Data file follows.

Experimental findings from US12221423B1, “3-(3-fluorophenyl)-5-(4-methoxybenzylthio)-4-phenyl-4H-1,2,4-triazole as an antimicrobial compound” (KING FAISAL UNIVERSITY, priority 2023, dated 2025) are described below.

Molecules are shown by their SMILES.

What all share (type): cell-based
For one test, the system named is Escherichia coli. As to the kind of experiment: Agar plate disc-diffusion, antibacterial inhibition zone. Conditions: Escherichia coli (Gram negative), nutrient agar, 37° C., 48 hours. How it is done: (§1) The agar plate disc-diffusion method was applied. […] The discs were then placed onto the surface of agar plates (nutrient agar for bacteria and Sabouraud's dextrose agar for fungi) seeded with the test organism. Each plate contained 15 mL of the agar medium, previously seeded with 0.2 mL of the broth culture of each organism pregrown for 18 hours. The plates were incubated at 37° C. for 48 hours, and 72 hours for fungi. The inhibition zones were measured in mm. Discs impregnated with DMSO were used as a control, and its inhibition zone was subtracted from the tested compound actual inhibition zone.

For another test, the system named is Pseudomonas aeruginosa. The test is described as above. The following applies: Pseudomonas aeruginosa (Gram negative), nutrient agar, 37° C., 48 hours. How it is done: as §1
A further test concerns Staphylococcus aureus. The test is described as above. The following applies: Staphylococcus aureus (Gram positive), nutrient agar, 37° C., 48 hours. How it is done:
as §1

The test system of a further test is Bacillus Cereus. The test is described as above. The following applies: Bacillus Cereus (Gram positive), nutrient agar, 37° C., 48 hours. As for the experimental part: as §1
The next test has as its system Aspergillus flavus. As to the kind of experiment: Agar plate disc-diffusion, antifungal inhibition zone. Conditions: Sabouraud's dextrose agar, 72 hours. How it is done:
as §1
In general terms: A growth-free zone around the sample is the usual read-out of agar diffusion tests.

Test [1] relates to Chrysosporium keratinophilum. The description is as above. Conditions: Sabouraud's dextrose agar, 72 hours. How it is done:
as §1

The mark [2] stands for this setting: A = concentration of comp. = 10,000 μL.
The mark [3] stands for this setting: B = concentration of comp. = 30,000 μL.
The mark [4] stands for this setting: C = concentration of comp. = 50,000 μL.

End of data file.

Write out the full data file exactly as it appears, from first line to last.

Experimental findings from US12221423B1, “3-(3-fluorophenyl)-5-(4-methoxybenzylthio)-4-phenyl-4H-1,2,4-triazole as an antimicrobial compound” (KING FAISAL UNIVERSITY, priority 2023, dated 2025) are described below.

Molecules are shown by their SMILES.

What all share (type): cell-based
For one test, the system named is Escherichia coli. As to the kind of experiment: Agar plate disc-diffusion, antibacterial inhibition zone. Conditions: Escherichia coli (Gram negative), nutrient agar, 37° C., 48 hours. How it is done: (§1) The agar plate disc-diffusion method was applied. […] The discs were then placed onto the surface of agar plates (nutrient agar for bacteria and Sabouraud's dextrose agar for fungi) seeded with the test organism. Each plate contained 15 mL of the agar medium, previously seeded with 0.2 mL of the broth culture of each organism pregrown for 18 hours. The plates were incubated at 37° C. for 48 hours, and 72 hours for fungi. The inhibition zones were measured in mm. Discs impregnated with DMSO were used as a control, and its inhibition zone was subtracted from the tested compound actual inhibition zone.

For another test, the system named is Pseudomonas aeruginosa. The test is described as above. The following applies: Pseudomonas aeruginosa (Gram negative), nutrient agar, 37° C., 48 hours. How it is done: as §1
A further test concerns Staphylococcus aureus. The test is described as above. The following applies: Staphylococcus aureus (Gram positive), nutrient agar, 37° C., 48 hours. How it is done:
as §1

The test system of a further test is Bacillus Cereus. The test is described as above. The following applies: Bacillus Cereus (Gram positive), nutrient agar, 37° C., 48 hours. As for the experimental part: as §1
The next test has as its system Aspergillus flavus. As to the kind of experiment: Agar plate disc-diffusion, antifungal inhibition zone. Conditions: Sabouraud's dextrose agar, 72 hours. How it is done:
as §1
In general terms: A growth-free zone around the sample is the usual read-out of agar diffusion tests.

Test [1] relates to Chrysosporium keratinophilum. The description is as above. Conditions: Sabouraud's dextrose agar, 72 hours. How it is done:
as §1

The mark [2] stands for this setting: A = concentration of comp. = 10,000 μL.
The mark [3] stands for this setting: B = concentration of comp. = 30,000 μL.
The mark [4] stands for this setting: C = concentration of comp. = 50,000 μL.